The social activism of sisters Oretha Castle Haley and Doris Jean Castle began when they were still young women. They came from a working class family. Born in Tennessee, the young sisters moved to New Orleans with their parents and brother around 1947. The girls’ father, John Castle, took a job as a longshoreman, and their mother, Virgie Castle, found employment as a bartender and waitress at Dooky Chase restaurant, which operated as a hub for civil rights activism in New Orleans.
Oretha, the older sister, became involved in activism herself in 1959 while she was a student at Southern University of New Orleans. A group called the Consumers’ League of Greater New Orleans spearheaded an economic boycott on Dryades Street that year, the first direct action of its kind in New Orleans. The boycott was aimed at stores frequented by Black clientele that refused to employ Black workers. There was a national movement toward social activism happening in the country at that time, and many young people in New Orleans were looking for a way to become more directly involved to address the problems they saw in their own city. Young Oretha, along with friends Cecil Carter, Rudy Lombard, Lanny Goldfinch, and Oliver St. Pee, began meeting at the Dryades Street YMCA to discuss ideas for action. They presented their ideas to the local branch of the NAACP, but were met with little enthusiasm. Undeterred, they decided to reach out to the national Congress of Racial Equality [CORE] and established their own branch in New Orleans. Haley would later become president of the group, and was responsible for planning many of their activities. Under her guidance, CORE focused on addressing public accommodations issues through activism.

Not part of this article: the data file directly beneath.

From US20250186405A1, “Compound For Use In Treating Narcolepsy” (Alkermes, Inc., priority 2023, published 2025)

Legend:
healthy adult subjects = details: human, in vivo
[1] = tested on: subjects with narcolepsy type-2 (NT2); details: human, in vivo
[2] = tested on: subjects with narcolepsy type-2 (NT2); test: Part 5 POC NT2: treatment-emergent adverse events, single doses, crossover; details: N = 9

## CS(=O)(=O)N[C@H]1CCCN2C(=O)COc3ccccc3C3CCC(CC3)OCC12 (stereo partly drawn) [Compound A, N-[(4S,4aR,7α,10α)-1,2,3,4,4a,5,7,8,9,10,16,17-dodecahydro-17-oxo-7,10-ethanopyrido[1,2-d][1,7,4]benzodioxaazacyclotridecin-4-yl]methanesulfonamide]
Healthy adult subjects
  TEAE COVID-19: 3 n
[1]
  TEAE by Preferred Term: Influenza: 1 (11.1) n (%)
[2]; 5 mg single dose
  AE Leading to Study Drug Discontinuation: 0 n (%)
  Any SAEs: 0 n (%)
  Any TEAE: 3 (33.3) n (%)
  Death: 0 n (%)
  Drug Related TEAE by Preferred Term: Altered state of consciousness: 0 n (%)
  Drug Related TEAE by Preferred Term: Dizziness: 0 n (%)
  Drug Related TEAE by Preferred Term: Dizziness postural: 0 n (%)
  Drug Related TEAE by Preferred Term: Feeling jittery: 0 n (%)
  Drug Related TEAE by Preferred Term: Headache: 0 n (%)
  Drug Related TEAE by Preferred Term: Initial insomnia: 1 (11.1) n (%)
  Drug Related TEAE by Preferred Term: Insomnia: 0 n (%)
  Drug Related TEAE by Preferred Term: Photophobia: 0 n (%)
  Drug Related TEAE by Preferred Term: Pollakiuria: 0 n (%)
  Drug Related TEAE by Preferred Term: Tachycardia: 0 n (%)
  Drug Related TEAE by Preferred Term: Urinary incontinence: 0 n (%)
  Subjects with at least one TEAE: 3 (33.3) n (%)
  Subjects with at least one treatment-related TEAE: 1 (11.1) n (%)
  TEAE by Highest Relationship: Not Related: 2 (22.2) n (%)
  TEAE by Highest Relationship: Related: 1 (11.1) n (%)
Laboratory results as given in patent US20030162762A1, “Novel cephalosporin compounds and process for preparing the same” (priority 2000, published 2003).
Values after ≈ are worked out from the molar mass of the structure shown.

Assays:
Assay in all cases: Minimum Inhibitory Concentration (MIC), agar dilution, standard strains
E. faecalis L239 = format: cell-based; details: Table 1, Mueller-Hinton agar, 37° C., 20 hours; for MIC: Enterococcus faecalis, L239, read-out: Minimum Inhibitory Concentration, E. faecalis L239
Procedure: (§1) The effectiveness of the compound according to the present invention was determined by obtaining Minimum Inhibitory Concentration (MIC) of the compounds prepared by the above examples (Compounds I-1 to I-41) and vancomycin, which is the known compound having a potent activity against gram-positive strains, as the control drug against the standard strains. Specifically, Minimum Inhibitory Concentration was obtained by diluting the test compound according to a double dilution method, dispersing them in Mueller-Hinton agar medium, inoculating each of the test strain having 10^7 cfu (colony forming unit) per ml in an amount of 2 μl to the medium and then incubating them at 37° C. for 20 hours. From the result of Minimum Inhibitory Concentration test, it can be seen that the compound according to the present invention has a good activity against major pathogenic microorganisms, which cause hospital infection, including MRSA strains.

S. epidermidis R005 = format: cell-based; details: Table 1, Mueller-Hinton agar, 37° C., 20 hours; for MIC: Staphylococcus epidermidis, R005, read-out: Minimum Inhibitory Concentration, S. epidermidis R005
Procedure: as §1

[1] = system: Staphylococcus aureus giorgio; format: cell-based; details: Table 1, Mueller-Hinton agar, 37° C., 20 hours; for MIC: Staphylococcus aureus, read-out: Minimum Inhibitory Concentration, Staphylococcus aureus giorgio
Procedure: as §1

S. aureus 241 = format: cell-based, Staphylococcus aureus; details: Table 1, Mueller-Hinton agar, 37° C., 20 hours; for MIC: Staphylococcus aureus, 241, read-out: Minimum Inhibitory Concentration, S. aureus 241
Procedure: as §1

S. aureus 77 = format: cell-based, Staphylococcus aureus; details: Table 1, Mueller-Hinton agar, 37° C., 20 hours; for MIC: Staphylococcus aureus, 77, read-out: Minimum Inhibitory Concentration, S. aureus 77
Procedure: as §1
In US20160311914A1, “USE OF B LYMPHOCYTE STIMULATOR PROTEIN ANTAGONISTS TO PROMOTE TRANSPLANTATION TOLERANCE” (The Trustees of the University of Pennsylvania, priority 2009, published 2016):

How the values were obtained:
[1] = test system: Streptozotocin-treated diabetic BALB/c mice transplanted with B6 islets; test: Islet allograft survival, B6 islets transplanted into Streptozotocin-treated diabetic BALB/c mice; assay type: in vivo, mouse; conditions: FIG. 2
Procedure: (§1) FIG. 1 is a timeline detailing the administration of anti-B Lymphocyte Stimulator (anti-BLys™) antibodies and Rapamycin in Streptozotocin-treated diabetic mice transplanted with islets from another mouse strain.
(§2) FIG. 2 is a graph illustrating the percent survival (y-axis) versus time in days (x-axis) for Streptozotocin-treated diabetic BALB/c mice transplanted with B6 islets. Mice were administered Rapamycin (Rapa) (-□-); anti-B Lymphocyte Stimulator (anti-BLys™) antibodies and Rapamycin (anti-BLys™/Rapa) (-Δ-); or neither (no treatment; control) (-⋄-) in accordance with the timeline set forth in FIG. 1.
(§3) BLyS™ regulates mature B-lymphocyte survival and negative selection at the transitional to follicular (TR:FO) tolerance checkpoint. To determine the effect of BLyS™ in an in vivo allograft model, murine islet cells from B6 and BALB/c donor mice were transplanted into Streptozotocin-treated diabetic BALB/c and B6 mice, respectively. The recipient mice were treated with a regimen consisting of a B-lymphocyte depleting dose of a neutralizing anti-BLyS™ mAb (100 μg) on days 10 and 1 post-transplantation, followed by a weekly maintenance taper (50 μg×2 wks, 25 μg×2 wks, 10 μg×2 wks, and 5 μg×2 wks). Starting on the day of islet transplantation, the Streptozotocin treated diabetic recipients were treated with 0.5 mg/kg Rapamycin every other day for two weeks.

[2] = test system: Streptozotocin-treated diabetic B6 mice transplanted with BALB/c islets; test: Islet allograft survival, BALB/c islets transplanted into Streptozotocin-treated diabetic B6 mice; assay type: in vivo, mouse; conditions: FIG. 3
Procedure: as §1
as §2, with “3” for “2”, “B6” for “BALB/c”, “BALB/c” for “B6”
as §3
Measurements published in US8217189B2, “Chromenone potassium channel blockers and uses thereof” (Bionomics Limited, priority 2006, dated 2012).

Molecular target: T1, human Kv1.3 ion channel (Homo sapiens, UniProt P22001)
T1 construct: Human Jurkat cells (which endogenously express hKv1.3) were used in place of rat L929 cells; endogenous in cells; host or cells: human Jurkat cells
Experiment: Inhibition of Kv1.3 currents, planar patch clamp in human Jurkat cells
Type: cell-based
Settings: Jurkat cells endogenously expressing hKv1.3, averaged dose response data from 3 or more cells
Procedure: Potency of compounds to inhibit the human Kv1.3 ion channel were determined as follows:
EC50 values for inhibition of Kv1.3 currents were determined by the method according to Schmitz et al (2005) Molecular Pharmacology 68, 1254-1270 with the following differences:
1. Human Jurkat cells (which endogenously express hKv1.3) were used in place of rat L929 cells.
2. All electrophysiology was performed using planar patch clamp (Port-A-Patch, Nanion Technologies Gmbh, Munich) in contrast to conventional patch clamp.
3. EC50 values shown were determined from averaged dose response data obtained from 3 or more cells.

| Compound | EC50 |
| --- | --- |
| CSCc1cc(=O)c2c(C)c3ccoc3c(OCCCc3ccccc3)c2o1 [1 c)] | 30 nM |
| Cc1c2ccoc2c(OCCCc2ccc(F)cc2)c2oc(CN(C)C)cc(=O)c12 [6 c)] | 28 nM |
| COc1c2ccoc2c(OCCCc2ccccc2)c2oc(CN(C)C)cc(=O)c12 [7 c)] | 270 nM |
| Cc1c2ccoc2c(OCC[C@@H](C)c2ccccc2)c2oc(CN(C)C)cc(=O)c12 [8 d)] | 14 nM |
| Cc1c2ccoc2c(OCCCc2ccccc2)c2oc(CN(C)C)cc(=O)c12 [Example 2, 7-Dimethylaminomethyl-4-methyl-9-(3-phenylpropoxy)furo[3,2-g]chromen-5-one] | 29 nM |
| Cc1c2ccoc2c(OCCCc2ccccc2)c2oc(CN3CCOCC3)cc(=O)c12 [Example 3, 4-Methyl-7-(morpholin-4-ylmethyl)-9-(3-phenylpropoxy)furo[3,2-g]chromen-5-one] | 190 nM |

Doris Jean said that when she joined CORE she was simply “following [her] big sister,” but she was a fearless activist in her own right. She became involved in the movement shortly after graduating high school in 1960. As a graduation gift, her parents had sent her to Chicago to visit her uncle. It was while she was on vacation that she first learned of Oretha’s involvement in the Dryades Street boycott and her subsequent arrest. She returned home and was invited by Oretha to attend the next Consumers’ League meeting, where she first dipped her toe into the world of activism.
The sisters worked well together. Their family home on Tonti Street became a meeting point for members of the civil rights movement. Their parents, though not themselves active in civil rights work, were supportive of their involvement. Doris Jean quickly developed a role as an “enabler” to her sister, who in turn saw herself as an “enabler” for her community. Doris Jean enjoyed participating in the execution of ideas, but preferred to leave the strategizing and negotiation to Oretha. Oretha naturally excelled in that area, and was one of the only women in the movement nationally who took on such a leadership role.
Both women were deeply dedicated to the civil rights cause. They were arrested many times for their participation in direct actions. Doris Jean recalled her participation in the Freedom Rides in 1961 as an eighteen-year-old, saying she understood the risks involved in the undertaking, but that they chose to ignore the physical risks. Oretha recalled making the decision to sit-in to integrate McCrory’s lunch counter on Canal Street in 1960, knowing that she would be arrested and lose her job if she participated. “There was really no question in my mind that it was something I wanted to do,” she said. “It really wasn’t a great deal of a struggle or decision for me to make. At that time, it was something that I felt very strongly about as a way that the problem should be addressed, and that was that we did.” Oretha’s devotion to the cause was so great that she even walked a picket line while hiding the pregnancy of her second child, only to give birth at home later that night, with Doris Jean’s assis